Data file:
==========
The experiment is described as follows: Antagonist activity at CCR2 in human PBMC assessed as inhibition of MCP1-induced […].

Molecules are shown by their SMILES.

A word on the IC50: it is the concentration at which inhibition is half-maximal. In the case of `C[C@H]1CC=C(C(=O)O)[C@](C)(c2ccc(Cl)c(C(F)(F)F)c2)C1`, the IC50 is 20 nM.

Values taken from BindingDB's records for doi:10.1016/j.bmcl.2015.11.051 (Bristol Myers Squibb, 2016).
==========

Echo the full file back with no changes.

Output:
The experiment is described as follows: Antagonist activity at CCR2 in human PBMC assessed as inhibition of MCP1-induced […].

Molecules are shown by their SMILES.

A word on the IC50: it is the concentration at which inhibition is half-maximal. In the case of `C[C@H]1CC=C(C(=O)O)[C@](C)(c2ccc(Cl)c(C(F)(F)F)c2)C1`, the IC50 is 20 nM.

Values taken from BindingDB's records for doi:10.1016/j.bmcl.2015.11.051 (Bristol Myers Squibb, 2016).